0w20 vs 0w30 ?

Messages
67
Location
NY
Hi! Seems like many cars using 0w20 weight ... For example if car specs require 0w20 but I want to use 0w30 at summer will it protect the engine better?? What if the main difference 0w20 vs 0w30 ? Does 0w20 flow better ? I heard that thicker oil like Xw40 prtotect better ? Is the true ?
 
Messages
1,680
Location
WA
What kind of car are we talking about? between the 3 that you have selected (0W20, 0W30 and 0W40) and a random passenger car, 0W30 would be more universal.
 
Messages
1,680
Location
WA
I have a 0W20 Toyota Tundra and it's getting 10W30. It doesn't go below 20°F where I live. If I lived in NY and to be on the safe side with a new car, i would ditch the 10W and use 0W30 in N parts and maybe even 5W30 in S parts. Guessing highlander is also 0W20 ... I think x40 would be too heavy. short of major towing, heavy loads and/or high speed, 0W20 should work as well. Isn't that what your owners manual says? OM recommends higher viscosity grade under heavy load or high speed driving ...
 

Cheburashka

Thread starter
Messages
67
Location
NY
Yeah iam not thinkg use a Xw40 ... I just saying for an example ... the higher the last number the ticker the oil..
 
Messages
2,529
Location
wv
This is how it was explained to me The main reason 5W-20 or 0W-20 oil was specified for your engine is to increase the CAFE (Corporate Average Fuel Economy) reported to the Federal Government. CAFE is the combined average fuel economy of all of a vehicle manufacturers product line . Since I do not care about the Corporate Average Fuel Economy.. I never dip below 5w30 unless the oil is $1/qt on clearance. To answer your question The first number applies to how it flows at 0 degrees F and the second number is how it flows at 220 degrees F. Generally it's a good idea to have an oil with the smallest spread between the winter weight and operating weight as it will take more viscosity improvers in an oil with a large spread, even in synthetics to reach the operating weight the less it depends on viscosity improvers to reach it's wieght at temp, the longer it'll hold it's operating viscosity rather then shearing down to a thinner weight over time.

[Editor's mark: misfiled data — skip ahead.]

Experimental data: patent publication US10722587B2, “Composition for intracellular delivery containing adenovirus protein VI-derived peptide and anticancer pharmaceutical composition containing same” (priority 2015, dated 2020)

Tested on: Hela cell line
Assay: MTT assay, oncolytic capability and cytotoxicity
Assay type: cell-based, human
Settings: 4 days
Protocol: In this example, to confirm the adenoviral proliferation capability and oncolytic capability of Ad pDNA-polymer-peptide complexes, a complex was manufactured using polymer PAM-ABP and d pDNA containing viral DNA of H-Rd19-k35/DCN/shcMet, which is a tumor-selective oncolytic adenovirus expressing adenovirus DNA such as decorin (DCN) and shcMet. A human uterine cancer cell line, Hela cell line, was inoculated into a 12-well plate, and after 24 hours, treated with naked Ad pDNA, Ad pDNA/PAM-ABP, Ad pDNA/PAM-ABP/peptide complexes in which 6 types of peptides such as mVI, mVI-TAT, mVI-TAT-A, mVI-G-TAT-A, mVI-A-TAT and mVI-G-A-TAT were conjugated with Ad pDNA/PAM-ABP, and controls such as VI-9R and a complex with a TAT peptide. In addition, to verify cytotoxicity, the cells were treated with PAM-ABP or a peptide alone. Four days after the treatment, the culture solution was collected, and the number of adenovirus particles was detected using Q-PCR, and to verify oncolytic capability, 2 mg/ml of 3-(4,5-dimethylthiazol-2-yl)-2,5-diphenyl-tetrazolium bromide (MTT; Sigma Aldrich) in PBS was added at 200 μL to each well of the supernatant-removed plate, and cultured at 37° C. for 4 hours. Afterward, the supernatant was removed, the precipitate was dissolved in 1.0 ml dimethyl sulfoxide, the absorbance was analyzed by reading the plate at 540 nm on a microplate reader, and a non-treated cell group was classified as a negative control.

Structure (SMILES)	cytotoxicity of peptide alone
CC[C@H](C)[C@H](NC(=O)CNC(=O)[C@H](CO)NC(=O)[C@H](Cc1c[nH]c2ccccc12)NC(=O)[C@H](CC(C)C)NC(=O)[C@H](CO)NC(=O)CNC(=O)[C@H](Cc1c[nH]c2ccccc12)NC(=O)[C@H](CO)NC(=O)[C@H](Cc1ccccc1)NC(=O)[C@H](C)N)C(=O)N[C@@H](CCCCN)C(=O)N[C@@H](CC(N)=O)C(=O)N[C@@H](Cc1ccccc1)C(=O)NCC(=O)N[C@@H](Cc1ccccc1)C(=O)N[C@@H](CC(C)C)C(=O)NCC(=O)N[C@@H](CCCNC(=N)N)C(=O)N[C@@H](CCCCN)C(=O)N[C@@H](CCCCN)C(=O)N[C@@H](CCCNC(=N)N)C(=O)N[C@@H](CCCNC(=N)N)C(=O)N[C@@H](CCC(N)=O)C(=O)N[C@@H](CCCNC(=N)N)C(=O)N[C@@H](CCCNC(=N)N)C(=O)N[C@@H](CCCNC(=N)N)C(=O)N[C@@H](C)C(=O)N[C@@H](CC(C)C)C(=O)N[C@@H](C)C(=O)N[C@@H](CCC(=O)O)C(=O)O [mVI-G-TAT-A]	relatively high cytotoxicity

Messages
1,978
Location
North Carolina
0w-20 will be just fine. Considering I'm running it in my 2002 Silverado 5.3. Back when in 2002 0w-20 wasn't even on the market. My UOA's are just fine and I even tow a 4klbs trailer. Also here in eastern NC it gets up into the upper 90's in the summer and the humidity is 90%. To each their own but to me thicker isn't always better. There are more and more vehicles out there running 0w-20 and getting into the 100k plus mileage with no issues.
 
Messages
540
Location
Valencia, CA
My thoughts exactly
Originally Posted by krismoriah72
This is how it was explained to me The main reason 5W-20 or 0W-20 oil was specified for your engine is to increase the CAFE (Corporate Average Fuel Economy) reported to the Federal Government. CAFE is the combined average fuel economy of all of a vehicle manufacturers product line . Since I do not care about the Corporate Average Fuel Economy.. I never dip below 5w30 unless the oil is $1/qt on clearance. To answer your question The first number applies to how it flows at 0 degrees F and the second number is how it flows at 220 degrees F. Generally it's a good idea to have an oil with the smallest spread between the winter weight and operating weight as it will take more viscosity improvers in an oil with a large spread, even in synthetics to reach the operating weight the less it depends on viscosity improvers to reach it's wieght at temp, the longer it'll hold it's operating viscosity rather then shearing down to a thinner weight over time.